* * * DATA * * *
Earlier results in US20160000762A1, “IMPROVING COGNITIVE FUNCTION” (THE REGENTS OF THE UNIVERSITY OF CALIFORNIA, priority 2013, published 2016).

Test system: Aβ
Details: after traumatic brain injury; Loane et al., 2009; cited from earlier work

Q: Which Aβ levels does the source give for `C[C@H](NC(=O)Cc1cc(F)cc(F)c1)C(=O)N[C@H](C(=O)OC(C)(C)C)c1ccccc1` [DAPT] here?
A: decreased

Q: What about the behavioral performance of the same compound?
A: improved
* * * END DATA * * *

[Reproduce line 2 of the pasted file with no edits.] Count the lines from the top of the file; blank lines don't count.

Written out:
Test system: Aβ